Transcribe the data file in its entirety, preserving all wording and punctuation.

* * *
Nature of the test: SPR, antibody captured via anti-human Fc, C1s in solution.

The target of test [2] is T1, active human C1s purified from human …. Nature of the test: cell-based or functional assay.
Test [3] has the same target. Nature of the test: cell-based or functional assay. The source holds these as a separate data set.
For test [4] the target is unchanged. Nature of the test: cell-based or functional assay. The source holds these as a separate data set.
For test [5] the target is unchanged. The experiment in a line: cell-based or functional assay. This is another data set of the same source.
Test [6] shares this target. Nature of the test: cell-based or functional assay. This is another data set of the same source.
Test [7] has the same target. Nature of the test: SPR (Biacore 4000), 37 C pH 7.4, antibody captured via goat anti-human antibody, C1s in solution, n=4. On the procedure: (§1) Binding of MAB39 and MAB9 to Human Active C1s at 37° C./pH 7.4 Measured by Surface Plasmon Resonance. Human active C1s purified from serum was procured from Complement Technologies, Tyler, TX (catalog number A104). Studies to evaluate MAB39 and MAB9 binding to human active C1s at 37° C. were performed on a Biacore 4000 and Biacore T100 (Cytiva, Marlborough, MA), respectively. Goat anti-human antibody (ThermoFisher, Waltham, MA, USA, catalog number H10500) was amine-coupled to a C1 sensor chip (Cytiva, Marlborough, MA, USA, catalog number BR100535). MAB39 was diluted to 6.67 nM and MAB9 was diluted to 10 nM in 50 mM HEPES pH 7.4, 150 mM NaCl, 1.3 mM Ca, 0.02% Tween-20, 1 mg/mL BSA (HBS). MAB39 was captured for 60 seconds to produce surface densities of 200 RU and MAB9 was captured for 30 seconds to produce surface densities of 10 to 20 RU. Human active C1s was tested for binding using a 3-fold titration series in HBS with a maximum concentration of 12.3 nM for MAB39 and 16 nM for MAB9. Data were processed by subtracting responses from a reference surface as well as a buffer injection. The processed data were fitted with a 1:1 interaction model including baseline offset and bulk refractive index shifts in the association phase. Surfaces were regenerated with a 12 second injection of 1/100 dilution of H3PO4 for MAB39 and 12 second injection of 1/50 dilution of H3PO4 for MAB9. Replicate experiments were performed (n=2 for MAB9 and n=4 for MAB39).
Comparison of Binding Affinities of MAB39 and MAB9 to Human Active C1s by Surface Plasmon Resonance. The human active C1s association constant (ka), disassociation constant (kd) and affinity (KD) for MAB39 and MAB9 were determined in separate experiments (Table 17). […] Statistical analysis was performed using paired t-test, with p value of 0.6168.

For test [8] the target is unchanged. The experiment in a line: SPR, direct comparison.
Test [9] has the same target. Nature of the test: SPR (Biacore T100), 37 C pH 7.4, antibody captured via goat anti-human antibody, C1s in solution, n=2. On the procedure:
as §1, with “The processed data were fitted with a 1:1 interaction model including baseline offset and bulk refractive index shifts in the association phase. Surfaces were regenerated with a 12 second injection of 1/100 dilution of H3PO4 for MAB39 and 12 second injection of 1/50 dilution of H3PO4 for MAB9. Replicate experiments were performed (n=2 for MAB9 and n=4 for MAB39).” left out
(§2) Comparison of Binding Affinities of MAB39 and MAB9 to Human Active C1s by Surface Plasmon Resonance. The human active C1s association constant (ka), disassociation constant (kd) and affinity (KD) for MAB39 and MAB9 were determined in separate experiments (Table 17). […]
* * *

Nature of the test: SPR, antibody captured via anti-human Fc, C1s in solution.

The target of test [2] is T1, active human C1s purified from human …. Nature of the test: cell-based or functional assay.
Test [3] has the same target. Nature of the test: cell-based or functional assay. The source holds these as a separate data set.
For test [4] the target is unchanged. Nature of the test: cell-based or functional assay. The source holds these as a separate data set.
For test [5] the target is unchanged. The experiment in a line: cell-based or functional assay. This is another data set of the same source.
Test [6] shares this target. Nature of the test: cell-based or functional assay. This is another data set of the same source.
Test [7] has the same target. Nature of the test: SPR (Biacore 4000), 37 C pH 7.4, antibody captured via goat anti-human antibody, C1s in solution, n=4. On the procedure: (§1) Binding of MAB39 and MAB9 to Human Active C1s at 37° C./pH 7.4 Measured by Surface Plasmon Resonance. Human active C1s purified from serum was procured from Complement Technologies, Tyler, TX (catalog number A104). Studies to evaluate MAB39 and MAB9 binding to human active C1s at 37° C. were performed on a Biacore 4000 and Biacore T100 (Cytiva, Marlborough, MA), respectively. Goat anti-human antibody (ThermoFisher, Waltham, MA, USA, catalog number H10500) was amine-coupled to a C1 sensor chip (Cytiva, Marlborough, MA, USA, catalog number BR100535). MAB39 was diluted to 6.67 nM and MAB9 was diluted to 10 nM in 50 mM HEPES pH 7.4, 150 mM NaCl, 1.3 mM Ca, 0.02% Tween-20, 1 mg/mL BSA (HBS). MAB39 was captured for 60 seconds to produce surface densities of 200 RU and MAB9 was captured for 30 seconds to produce surface densities of 10 to 20 RU. Human active C1s was tested for binding using a 3-fold titration series in HBS with a maximum concentration of 12.3 nM for MAB39 and 16 nM for MAB9. Data were processed by subtracting responses from a reference surface as well as a buffer injection. The processed data were fitted with a 1:1 interaction model including baseline offset and bulk refractive index shifts in the association phase. Surfaces were regenerated with a 12 second injection of 1/100 dilution of H3PO4 for MAB39 and 12 second injection of 1/50 dilution of H3PO4 for MAB9. Replicate experiments were performed (n=2 for MAB9 and n=4 for MAB39).
Comparison of Binding Affinities of MAB39 and MAB9 to Human Active C1s by Surface Plasmon Resonance. The human active C1s association constant (ka), disassociation constant (kd) and affinity (KD) for MAB39 and MAB9 were determined in separate experiments (Table 17). […] Statistical analysis was performed using paired t-test, with p value of 0.6168.

For test [8] the target is unchanged. The experiment in a line: SPR, direct comparison.
Test [9] has the same target. Nature of the test: SPR (Biacore T100), 37 C pH 7.4, antibody captured via goat anti-human antibody, C1s in solution, n=2. On the procedure:
as §1, with “The processed data were fitted with a 1:1 interaction model including baseline offset and bulk refractive index shifts in the association phase. Surfaces were regenerated with a 12 second injection of 1/100 dilution of H3PO4 for MAB39 and 12 second injection of 1/50 dilution of H3PO4 for MAB9. Replicate experiments were performed (n=2 for MAB9 and n=4 for MAB39).” left out
(§2) Comparison of Binding Affinities of MAB39 and MAB9 to Human Active C1s by Surface Plasmon Resonance. The human active C1s association constant (ka), disassociation constant (kd) and affinity (KD) for MAB39 and MAB9 were determined in separate experiments (Table 17). […]